Education

Words of Warning

July 14, 2004 1 min read
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A report commissioned by the U.S. Department of Education includes 15 recommendations for helping to eliminate or reduce sexual misconduct by educators against students. Among them is that educators, parents, and students be aware of the following information:

  • Any employee, as well as volunteers, might molest.
  • Educator sexual predators are often well-liked and considered excellent teachers.
  • Special education students or other vulnerable students are often targets of sexual predators.
  • Adults who regularly have access to students before or after school or in private situations (coaches, music teachers, and others) are more likely to sexually abuse students than those who don’t.
  • Physical signs of sexual abuse include difficulty walking or sitting, torn or bloodstained clothing, venereal disease, pregnancy, and changes in weight.
  • Behavior indicators in students might include age-inappropriate sexual behavior, late arrivals to class, changes in personality, and increased time at school with one adult.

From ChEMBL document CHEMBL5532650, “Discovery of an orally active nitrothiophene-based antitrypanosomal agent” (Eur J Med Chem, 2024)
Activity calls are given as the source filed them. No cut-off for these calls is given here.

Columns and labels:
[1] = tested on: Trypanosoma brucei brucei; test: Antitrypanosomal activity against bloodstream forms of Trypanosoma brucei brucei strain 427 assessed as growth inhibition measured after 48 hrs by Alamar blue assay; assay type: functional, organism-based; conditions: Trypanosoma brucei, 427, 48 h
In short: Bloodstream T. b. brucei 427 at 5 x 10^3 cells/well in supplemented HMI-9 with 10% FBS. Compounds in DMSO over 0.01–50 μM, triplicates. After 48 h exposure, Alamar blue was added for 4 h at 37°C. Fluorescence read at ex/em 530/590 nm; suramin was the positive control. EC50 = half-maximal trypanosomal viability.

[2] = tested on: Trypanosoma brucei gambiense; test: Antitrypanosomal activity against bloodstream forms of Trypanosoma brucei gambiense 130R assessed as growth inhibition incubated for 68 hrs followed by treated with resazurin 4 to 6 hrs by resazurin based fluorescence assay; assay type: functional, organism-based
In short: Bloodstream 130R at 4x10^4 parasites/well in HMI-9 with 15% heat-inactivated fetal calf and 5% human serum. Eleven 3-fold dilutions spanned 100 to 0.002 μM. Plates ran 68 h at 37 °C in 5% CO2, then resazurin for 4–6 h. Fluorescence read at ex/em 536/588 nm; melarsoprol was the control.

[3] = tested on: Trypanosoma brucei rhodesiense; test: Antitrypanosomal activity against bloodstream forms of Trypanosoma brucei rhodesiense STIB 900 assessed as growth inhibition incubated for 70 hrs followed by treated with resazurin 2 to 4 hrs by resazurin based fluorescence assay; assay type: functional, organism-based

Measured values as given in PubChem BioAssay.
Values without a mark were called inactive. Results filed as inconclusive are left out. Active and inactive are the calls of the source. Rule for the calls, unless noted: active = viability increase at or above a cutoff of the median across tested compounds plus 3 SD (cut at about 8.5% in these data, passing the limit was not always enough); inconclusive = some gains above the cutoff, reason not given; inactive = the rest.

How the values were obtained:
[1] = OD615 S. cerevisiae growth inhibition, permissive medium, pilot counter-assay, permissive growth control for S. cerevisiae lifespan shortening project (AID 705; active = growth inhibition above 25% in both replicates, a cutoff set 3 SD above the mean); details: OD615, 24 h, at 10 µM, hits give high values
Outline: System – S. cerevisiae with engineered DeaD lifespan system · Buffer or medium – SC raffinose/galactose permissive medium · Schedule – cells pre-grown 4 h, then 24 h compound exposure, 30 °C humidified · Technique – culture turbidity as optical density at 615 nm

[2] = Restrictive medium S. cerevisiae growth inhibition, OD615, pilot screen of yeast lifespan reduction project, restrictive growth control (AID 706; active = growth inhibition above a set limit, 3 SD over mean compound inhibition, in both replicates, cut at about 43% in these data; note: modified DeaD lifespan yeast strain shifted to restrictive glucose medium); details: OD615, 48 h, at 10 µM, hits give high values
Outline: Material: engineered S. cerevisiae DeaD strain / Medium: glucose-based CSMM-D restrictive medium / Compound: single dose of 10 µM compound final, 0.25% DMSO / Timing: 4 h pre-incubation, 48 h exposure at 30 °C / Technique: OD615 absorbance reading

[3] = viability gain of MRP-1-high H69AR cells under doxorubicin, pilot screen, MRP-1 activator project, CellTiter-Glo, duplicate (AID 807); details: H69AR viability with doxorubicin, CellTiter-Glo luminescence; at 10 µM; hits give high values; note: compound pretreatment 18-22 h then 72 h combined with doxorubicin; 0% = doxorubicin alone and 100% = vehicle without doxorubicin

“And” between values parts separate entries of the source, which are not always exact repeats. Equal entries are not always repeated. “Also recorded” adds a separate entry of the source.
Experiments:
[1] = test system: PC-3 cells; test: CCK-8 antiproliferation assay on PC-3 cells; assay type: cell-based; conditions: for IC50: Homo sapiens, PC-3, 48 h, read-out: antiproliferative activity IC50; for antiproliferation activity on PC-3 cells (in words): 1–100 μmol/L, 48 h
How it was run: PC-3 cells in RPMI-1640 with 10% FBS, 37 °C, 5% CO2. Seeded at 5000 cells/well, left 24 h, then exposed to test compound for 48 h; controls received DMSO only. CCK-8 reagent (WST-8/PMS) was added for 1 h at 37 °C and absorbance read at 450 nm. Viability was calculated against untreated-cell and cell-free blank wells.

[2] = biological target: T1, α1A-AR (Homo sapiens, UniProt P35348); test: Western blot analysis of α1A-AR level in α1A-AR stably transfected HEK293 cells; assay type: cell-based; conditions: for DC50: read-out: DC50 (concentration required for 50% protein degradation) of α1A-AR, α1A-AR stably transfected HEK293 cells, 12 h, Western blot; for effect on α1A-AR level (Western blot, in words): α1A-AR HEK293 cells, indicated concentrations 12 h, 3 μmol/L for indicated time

• Rumors are an important source of information on educator sexual misconduct.
  • Behaviors of adults who molest include close personal relationships with students, time alone with students, time before or after school with students, time in private spaces with students, flirtatious behavior with students, and off-color remarks in class.

SOURCE: “Educator Sexual Misconduct: A Synthesis of Existing Literature,” prepared for the U.S. Department of Education by Charol Shakeshaft

A version of this article appeared in the July 14, 2004 edition of Education Week as Words of Warning

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